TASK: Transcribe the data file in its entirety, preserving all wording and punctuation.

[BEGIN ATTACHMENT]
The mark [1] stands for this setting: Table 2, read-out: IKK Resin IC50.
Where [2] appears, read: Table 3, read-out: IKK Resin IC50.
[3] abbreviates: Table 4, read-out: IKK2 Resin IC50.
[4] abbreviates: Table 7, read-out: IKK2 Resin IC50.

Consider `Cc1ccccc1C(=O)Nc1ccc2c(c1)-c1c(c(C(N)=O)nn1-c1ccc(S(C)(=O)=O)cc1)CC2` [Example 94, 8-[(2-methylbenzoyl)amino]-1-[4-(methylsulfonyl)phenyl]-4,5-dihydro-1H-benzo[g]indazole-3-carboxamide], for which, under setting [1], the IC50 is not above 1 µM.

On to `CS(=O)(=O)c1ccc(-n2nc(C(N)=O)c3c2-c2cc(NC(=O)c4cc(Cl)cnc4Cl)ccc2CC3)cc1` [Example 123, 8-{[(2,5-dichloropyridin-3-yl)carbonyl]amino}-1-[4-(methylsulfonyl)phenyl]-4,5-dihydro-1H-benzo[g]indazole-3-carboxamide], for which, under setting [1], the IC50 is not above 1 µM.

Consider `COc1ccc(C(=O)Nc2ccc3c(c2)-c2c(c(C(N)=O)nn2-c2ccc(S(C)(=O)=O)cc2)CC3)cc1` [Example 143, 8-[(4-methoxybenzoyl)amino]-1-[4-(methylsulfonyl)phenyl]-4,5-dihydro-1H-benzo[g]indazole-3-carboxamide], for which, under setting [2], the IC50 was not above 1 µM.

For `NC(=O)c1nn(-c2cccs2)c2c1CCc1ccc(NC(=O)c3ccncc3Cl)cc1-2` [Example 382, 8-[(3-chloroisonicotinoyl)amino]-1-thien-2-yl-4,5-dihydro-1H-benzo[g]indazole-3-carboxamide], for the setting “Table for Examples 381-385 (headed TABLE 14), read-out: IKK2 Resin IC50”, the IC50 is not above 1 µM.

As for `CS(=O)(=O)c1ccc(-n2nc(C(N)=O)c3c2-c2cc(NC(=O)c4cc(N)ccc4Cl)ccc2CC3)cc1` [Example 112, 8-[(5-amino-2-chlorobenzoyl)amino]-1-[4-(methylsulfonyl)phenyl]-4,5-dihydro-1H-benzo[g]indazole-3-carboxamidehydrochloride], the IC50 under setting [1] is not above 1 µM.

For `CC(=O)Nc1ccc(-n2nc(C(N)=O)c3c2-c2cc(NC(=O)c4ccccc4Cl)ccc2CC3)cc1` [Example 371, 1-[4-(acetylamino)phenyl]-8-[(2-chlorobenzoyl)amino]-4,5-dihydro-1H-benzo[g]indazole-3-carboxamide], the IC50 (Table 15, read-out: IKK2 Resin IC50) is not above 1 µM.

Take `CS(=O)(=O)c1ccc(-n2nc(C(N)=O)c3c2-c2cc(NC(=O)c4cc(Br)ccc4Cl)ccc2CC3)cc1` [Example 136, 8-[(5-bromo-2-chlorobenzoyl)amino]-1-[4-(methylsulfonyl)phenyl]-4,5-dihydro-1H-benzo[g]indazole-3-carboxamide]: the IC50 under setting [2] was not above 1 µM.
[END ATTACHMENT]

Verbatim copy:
The mark [1] stands for this setting: Table 2, read-out: IKK Resin IC50.
Where [2] appears, read: Table 3, read-out: IKK Resin IC50.
[3] abbreviates: Table 4, read-out: IKK2 Resin IC50.
[4] abbreviates: Table 7, read-out: IKK2 Resin IC50.

Consider `Cc1ccccc1C(=O)Nc1ccc2c(c1)-c1c(c(C(N)=O)nn1-c1ccc(S(C)(=O)=O)cc1)CC2` [Example 94, 8-[(2-methylbenzoyl)amino]-1-[4-(methylsulfonyl)phenyl]-4,5-dihydro-1H-benzo[g]indazole-3-carboxamide], for which, under setting [1], the IC50 is not above 1 µM.

On to `CS(=O)(=O)c1ccc(-n2nc(C(N)=O)c3c2-c2cc(NC(=O)c4cc(Cl)cnc4Cl)ccc2CC3)cc1` [Example 123, 8-{[(2,5-dichloropyridin-3-yl)carbonyl]amino}-1-[4-(methylsulfonyl)phenyl]-4,5-dihydro-1H-benzo[g]indazole-3-carboxamide], for which, under setting [1], the IC50 is not above 1 µM.

Consider `COc1ccc(C(=O)Nc2ccc3c(c2)-c2c(c(C(N)=O)nn2-c2ccc(S(C)(=O)=O)cc2)CC3)cc1` [Example 143, 8-[(4-methoxybenzoyl)amino]-1-[4-(methylsulfonyl)phenyl]-4,5-dihydro-1H-benzo[g]indazole-3-carboxamide], for which, under setting [2], the IC50 was not above 1 µM.

For `NC(=O)c1nn(-c2cccs2)c2c1CCc1ccc(NC(=O)c3ccncc3Cl)cc1-2` [Example 382, 8-[(3-chloroisonicotinoyl)amino]-1-thien-2-yl-4,5-dihydro-1H-benzo[g]indazole-3-carboxamide], for the setting “Table for Examples 381-385 (headed TABLE 14), read-out: IKK2 Resin IC50”, the IC50 is not above 1 µM.

As for `CS(=O)(=O)c1ccc(-n2nc(C(N)=O)c3c2-c2cc(NC(=O)c4cc(N)ccc4Cl)ccc2CC3)cc1` [Example 112, 8-[(5-amino-2-chlorobenzoyl)amino]-1-[4-(methylsulfonyl)phenyl]-4,5-dihydro-1H-benzo[g]indazole-3-carboxamidehydrochloride], the IC50 under setting [1] is not above 1 µM.

For `CC(=O)Nc1ccc(-n2nc(C(N)=O)c3c2-c2cc(NC(=O)c4ccccc4Cl)ccc2CC3)cc1` [Example 371, 1-[4-(acetylamino)phenyl]-8-[(2-chlorobenzoyl)amino]-4,5-dihydro-1H-benzo[g]indazole-3-carboxamide], the IC50 (Table 15, read-out: IKK2 Resin IC50) is not above 1 µM.

Take `CS(=O)(=O)c1ccc(-n2nc(C(N)=O)c3c2-c2cc(NC(=O)c4cc(Br)ccc4Cl)ccc2CC3)cc1` [Example 136, 8-[(5-bromo-2-chlorobenzoyl)amino]-1-[4-(methylsulfonyl)phenyl]-4,5-dihydro-1H-benzo[g]indazole-3-carboxamide]: the IC50 under setting [2] was not above 1 µM.